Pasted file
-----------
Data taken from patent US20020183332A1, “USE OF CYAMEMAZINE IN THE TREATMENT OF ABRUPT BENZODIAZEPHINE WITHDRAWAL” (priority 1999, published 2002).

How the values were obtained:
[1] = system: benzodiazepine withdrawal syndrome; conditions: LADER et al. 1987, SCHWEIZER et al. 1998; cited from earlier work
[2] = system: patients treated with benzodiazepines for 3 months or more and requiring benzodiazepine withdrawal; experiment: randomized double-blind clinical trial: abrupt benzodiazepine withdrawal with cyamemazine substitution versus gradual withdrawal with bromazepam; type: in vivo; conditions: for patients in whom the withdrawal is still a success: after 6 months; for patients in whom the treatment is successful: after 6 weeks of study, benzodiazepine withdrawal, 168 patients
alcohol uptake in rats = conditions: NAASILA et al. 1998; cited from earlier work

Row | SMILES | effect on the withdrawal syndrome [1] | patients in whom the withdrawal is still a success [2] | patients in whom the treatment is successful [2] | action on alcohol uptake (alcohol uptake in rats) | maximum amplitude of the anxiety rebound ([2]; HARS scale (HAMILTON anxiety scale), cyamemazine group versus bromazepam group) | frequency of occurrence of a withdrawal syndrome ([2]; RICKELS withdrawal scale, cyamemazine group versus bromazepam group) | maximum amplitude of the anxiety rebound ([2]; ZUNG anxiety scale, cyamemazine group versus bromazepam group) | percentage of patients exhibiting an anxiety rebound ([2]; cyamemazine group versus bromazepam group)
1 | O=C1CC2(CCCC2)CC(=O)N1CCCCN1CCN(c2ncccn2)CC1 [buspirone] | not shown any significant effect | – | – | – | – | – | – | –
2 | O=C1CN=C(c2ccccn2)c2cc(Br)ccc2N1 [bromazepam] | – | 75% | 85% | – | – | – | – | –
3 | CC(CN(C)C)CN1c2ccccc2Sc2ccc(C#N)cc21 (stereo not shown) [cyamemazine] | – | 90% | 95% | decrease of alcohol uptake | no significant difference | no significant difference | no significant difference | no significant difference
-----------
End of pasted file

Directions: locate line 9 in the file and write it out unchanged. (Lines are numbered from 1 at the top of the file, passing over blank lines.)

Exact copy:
3 | CC(CN(C)C)CN1c2ccccc2Sc2ccc(C#N)cc21 (stereo not shown) [cyamemazine] | – | 90% | 95% | decrease of alcohol uptake | no significant difference | no significant difference | no significant difference | no significant difference